And she is actually in her senior year at Texas A&M, Corpus Christi in the nursing program. And yeah, very special. And it's been great because we still stay in touch with her and with many of our students.

In fact, we right now have an intern with us, and she's in her second year, although this year she's getting a little bit of a paycheck. But she graduated from our salsa program at Clearview and 2016 went away, got her bachelor's degree at University of North Texas and is trying to figure out what it is she wants to do next. And so she's been working with the alliance that she's on campus at Clearview today, working with a group of students. So it's great to see that kind of full circle. Right?

That's awesome.

And so community partners, as you mentioned, play a huge, huge role in your initiatives. Can you guys talk through that and if you're looking for more? Sure.

Well, we started out in 2003 as what they call a community coalition. We were a community coalition focused on substance abuse prevention. It's kind of changed a little bit because now we have multiple coalitions and we also have some prevention programs that are targeted specific to substance abuse prevention and behavioral health promotion.

And so the community coalition is only as good as its partners. Right. So we have partnerships from law enforcement, definitely schools, faith based community businesses. We even have students who participate in our coalition meetings. So, you know, I think it is takes that kind of whole village approach to serving the kids in our programs.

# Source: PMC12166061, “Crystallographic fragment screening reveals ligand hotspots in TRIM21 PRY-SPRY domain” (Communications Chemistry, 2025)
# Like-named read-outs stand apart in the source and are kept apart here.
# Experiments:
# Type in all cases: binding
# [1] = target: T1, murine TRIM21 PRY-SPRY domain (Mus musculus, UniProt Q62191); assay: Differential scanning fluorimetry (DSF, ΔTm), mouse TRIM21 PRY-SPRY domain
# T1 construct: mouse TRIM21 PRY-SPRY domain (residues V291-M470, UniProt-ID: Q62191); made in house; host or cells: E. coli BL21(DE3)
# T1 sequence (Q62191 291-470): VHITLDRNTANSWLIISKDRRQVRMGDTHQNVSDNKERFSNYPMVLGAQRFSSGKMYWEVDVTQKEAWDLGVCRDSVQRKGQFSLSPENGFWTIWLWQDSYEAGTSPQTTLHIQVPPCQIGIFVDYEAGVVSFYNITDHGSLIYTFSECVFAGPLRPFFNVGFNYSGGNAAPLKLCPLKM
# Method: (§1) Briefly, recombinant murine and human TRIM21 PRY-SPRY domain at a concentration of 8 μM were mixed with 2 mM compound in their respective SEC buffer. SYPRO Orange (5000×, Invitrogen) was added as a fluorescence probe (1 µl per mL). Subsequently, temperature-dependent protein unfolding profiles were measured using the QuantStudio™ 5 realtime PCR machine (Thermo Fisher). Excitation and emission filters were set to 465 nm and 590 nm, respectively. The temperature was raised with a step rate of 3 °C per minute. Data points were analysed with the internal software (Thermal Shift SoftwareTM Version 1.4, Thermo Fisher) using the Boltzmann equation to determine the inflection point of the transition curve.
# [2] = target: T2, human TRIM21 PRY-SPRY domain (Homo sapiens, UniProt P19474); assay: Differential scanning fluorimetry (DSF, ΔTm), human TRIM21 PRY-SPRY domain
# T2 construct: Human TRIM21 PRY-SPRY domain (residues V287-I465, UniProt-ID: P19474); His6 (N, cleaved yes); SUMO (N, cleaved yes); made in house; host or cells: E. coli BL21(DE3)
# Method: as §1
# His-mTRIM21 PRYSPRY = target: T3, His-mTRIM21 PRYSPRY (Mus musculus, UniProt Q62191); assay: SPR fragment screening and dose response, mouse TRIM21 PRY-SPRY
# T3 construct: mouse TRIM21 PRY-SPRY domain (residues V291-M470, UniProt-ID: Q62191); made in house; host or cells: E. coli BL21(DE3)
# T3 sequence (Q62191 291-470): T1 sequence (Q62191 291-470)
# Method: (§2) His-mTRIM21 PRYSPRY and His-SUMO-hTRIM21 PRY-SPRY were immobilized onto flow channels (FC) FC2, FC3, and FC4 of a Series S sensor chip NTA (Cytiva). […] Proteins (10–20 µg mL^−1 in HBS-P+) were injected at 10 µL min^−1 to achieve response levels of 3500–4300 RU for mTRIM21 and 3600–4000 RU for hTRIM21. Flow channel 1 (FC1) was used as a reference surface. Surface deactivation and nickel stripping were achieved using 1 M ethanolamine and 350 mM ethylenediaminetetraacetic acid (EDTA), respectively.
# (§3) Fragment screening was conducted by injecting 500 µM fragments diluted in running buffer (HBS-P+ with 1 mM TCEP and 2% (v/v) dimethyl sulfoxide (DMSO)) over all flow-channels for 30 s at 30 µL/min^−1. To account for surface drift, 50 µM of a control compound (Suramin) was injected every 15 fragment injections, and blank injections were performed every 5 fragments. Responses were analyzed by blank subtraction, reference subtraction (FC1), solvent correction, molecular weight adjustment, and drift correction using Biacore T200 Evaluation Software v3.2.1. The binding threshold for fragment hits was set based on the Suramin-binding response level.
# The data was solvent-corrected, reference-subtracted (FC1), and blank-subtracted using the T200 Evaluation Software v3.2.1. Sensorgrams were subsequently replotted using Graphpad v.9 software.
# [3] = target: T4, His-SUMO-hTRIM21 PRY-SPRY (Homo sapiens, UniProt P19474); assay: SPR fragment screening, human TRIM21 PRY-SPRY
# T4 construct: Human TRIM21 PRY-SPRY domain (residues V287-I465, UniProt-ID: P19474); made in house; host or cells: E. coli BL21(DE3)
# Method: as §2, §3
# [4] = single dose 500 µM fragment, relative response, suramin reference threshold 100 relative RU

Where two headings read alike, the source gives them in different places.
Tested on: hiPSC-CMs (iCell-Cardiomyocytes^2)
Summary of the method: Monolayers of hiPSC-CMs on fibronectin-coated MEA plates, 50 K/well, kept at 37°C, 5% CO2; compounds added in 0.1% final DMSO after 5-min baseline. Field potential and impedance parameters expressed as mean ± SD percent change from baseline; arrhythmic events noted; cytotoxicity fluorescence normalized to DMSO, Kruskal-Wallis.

And we're always looking for, you know, new partners who want to come alongside of us. We are always we have application out for actually disserve and circle of care. We'll also have an application pretty quickly if you want to participate in the program, because we're always looking for adults for that.

But there are a myriad of ways to plug in the alliance and and really see some changes. Right. Yeah.

And another one of your initiatives is to educate parents and community members on current trends that we're seeing in our communities. And I know that coming up, where we are going to host a few parent meetings that we've hosted kind of in the past. I know we did a vaping town hall with you guys and just opened our eyes to so many things going on within our schools and at home.

So can you talk through those initiatives and kind of what you offer through that?

Well, you know, even what we presented in that town hall, like probably two years ago, so much has changed. So trying to keep up with sort of the regulatory legislative changes to e-cigarettes or any number of topics like that, but also keeping up with the trends.

And so we do we have one that talks about smoke shops and what you might find there. We have one that's just focused on vaping. We have another one that's just drug trends.